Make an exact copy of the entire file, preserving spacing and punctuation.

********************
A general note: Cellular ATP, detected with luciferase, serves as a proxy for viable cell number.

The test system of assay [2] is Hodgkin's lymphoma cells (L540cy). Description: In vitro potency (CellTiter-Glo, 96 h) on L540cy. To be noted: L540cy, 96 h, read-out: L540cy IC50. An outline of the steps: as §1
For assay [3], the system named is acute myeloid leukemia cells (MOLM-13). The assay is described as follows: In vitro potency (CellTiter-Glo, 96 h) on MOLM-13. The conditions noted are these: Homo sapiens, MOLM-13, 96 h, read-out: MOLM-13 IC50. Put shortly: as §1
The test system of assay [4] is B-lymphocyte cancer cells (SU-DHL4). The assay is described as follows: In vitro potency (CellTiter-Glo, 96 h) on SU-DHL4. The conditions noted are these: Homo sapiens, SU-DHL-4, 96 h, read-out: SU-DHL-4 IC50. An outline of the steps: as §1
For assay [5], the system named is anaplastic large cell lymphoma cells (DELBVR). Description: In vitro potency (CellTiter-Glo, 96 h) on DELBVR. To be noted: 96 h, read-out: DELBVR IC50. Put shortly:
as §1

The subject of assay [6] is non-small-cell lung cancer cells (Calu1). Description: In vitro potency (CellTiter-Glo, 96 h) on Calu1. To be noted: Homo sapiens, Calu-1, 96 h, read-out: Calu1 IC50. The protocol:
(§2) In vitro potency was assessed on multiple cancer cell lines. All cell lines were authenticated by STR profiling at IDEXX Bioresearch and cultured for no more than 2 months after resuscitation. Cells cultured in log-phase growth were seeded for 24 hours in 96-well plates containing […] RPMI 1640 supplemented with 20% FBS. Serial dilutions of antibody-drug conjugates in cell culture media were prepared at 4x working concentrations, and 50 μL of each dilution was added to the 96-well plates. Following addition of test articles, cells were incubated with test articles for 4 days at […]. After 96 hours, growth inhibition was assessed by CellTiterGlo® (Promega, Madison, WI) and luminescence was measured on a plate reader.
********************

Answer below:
A general note: Cellular ATP, detected with luciferase, serves as a proxy for viable cell number.

The test system of assay [2] is Hodgkin's lymphoma cells (L540cy). Description: In vitro potency (CellTiter-Glo, 96 h) on L540cy. To be noted: L540cy, 96 h, read-out: L540cy IC50. An outline of the steps: as §1
For assay [3], the system named is acute myeloid leukemia cells (MOLM-13). The assay is described as follows: In vitro potency (CellTiter-Glo, 96 h) on MOLM-13. The conditions noted are these: Homo sapiens, MOLM-13, 96 h, read-out: MOLM-13 IC50. Put shortly: as §1
The test system of assay [4] is B-lymphocyte cancer cells (SU-DHL4). The assay is described as follows: In vitro potency (CellTiter-Glo, 96 h) on SU-DHL4. The conditions noted are these: Homo sapiens, SU-DHL-4, 96 h, read-out: SU-DHL-4 IC50. An outline of the steps: as §1
For assay [5], the system named is anaplastic large cell lymphoma cells (DELBVR). Description: In vitro potency (CellTiter-Glo, 96 h) on DELBVR. To be noted: 96 h, read-out: DELBVR IC50. Put shortly:
as §1

The subject of assay [6] is non-small-cell lung cancer cells (Calu1). Description: In vitro potency (CellTiter-Glo, 96 h) on Calu1. To be noted: Homo sapiens, Calu-1, 96 h, read-out: Calu1 IC50. The protocol:
(§2) In vitro potency was assessed on multiple cancer cell lines. All cell lines were authenticated by STR profiling at IDEXX Bioresearch and cultured for no more than 2 months after resuscitation. Cells cultured in log-phase growth were seeded for 24 hours in 96-well plates containing […] RPMI 1640 supplemented with 20% FBS. Serial dilutions of antibody-drug conjugates in cell culture media were prepared at 4x working concentrations, and 50 μL of each dilution was added to the 96-well plates. Following addition of test articles, cells were incubated with test articles for 4 days at […]. After 96 hours, growth inhibition was assessed by CellTiterGlo® (Promega, Madison, WI) and luminescence was measured on a plate reader.